How Sweden built a team to believe in – and why it spells trouble for England
This is not the way things were supposed to go. Sweden were drawn in a qualifying group containing previous semi-finalists and a team that just reached the Euro 2016 final. Worse still, it happened after losing their all-time record goalscorer who the entire system was built around.
What could Sweden reasonably expect? Just don’t embarrass yourself at least, lads.
Swedes certainly didn’t expect to get to the play-offs, less still to get the better of the mighty Italy, qualify at their expense, and deny them a place at international football’s top table for the first time since 1958. Then the draw for the tournament came in, and it’s the reigning champions. Of course it’s the reigning champions. Plus Mexico for good measure.
Well done guys, the game is up, but good job getting there in the first place. Enjoy three matches on the biggest stage of them all, then when the inevitable elimination comes, kick back at your summer house somewhere in the Swedish countryside and enjoy the rest of the show.
Except elimination didn’t come. It still hasn’t.
No Zlatan, no problem
Italy are at home, the Dutch are at home, Argentina are out, Spain are out, even Germany are out. Yet there they are, tiny little Zlatan-less Sweden, getting ready to face England with a chance to get to the semi-finals for the first time since 1994. How on earth did this happen?
“There have been so many times I’ve gone: ‘Right, so that’s that then’ during Sweden’s World Cup qualification and play-offs,” Oskar, a Sweden fan from Gothenburg explains, dumbfounded.
“When we got France and the Netherlands in the qualification group. When we got Italy in the play-offs. When we lost to Germany in added time. But this team always come through, which is just unbelievable.”
Dig beneath the surface and it’s perhaps less of a surprise than it seems. To really understand the success of this Sweden team we have to go back to June 30, 2015, when a group of young Swedes beat a Portugal side packed with individual quality to win the Under-21 European Championship. On penalties, by the way. More about those later.
Nobody in Sweden expected their youngsters to get out of a group of death containing Portugal, Italy and England that year. But get out they did, before hammering an over-confident Denmark team 4-1 in the semi-finals, then doing the unthinkable by lifting the trophy.
Six of the players who won that tournament are in the current Sweden World Cup squad. Five of them have played in Russia so far, and two of them – Victor Lindelof and Ludwig Augustinsson – are undisputed starters in the rock-solid, all-important back four that this senior Sweden side’s unlikely success has been built upon.
The 4-4-2 from 2015, with everyone shuttling and working tirelessly across every line for their team-mates, is also a fixture this summer. So too are the two strikers who may not score many goals, but break their backs trying to win aerial battles and chasing down opponents.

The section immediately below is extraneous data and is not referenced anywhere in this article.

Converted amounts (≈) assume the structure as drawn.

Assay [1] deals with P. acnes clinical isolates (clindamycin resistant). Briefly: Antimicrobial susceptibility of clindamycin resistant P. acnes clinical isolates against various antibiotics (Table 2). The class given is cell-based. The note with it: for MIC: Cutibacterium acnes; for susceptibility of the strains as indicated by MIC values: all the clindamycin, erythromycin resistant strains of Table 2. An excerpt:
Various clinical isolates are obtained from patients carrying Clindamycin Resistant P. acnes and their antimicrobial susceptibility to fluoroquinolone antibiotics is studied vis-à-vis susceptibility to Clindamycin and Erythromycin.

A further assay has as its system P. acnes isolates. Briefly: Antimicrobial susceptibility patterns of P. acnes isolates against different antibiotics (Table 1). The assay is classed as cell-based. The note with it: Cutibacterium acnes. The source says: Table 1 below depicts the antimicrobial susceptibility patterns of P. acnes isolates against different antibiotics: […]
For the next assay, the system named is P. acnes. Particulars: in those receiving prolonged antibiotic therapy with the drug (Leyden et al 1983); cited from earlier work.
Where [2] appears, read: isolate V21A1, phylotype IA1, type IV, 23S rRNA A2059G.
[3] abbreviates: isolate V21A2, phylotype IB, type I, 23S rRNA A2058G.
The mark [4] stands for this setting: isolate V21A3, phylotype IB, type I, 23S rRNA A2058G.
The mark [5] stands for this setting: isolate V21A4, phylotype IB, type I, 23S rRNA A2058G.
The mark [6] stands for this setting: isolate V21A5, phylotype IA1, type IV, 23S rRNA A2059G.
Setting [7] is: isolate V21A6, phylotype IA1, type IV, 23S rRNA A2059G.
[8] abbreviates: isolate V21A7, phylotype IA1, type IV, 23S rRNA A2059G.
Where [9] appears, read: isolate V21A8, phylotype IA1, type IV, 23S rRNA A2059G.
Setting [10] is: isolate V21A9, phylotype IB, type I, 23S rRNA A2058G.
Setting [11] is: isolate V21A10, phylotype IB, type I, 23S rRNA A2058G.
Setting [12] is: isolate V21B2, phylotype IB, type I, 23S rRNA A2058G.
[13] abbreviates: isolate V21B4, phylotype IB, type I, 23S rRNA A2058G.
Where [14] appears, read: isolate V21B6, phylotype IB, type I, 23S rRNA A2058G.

John Guidetti and Isaac Kiese Thelin got a combined total of three goals at the 2015 U21 Euros, but Sweden still won it. Current starters Marcus Berg and Ola Toivonen have one between them at this World Cup so far. Sweden are in the last eight nonetheless.
Two years ago, it was a different story. Out in the group stage with one measly point, a Zlatan-led Sweden’s snooze-fest at Euro 2016 was the perfect precursor for the public to accept the more back-to-basics approach deployed today. Why can’t they just be more like our U21 side and work hard for the group, rather than the individual? That question was common late in the summer of 2016.
New coach Janne Andersson had the foresight to sense a change in the air, and to trust some of the kids that Swedes were dying to see in the senior team. He had already reaped the rewards of a similar, group before individual, game-by-game approach with club side Norrkoping, who he led to a first Swedish title since 1989 in 2015. He won there without any stars, getting the better of a Malmo side that had a huge financial advantage thanks to qualifying for the Champions League.
Fast-forward to 2018, and it’s not just Norrkoping fans but all of Sweden chanting Andersson’s name. Not the hero Sweden deserved, but the one they needed.
Janne Andersson finally comes out to bask in the love of his fans... pic.twitter.com/BpCdq2ueYe
— Gabriele Marcotti (@Marcotti) July 3, 2018
As for England, it may come as a surprise to learn that many Swedes are happy about who they are facing in the quarter-final. TV4 pundit Alexander Axen pragmatically pointed out that the Sweden team and staff already have a deep knowledge of the England squad, which should make preparation more straightforward. Elsewhere, Swedish coach Hasse Backe has assessed: "It feels like all matches are played on Sweden's terms. It'll be just as difficult as before to open up the Swedish defence.”
Summing up the feelings of local supporters, Oskar says: “The understanding among Sweden fans is that England are a much better game for us [than Colombia], and if you consider the history, that makes sense. I can’t understand why some England fans are so happy about facing Sweden.”
He has a point. Both World Cup meetings between England and Sweden to date have ended in draws. The same results would mean penalties on Saturday and, while England may have taken a positive step in that regard, Sweden have plenty of happy shootout memories of their own. Not only did they seal the U21 Euro win in 2015 via spot-kicks, they also took them to the semi-finals in their last great senior achievement at the 1994 World Cup.
England certainly can’t afford to underestimate this no-frills, highly functional, highly Swedish Sweden side. Italy did. Mexico did. Even the Germans didn’t have the last laugh. How often does that happen?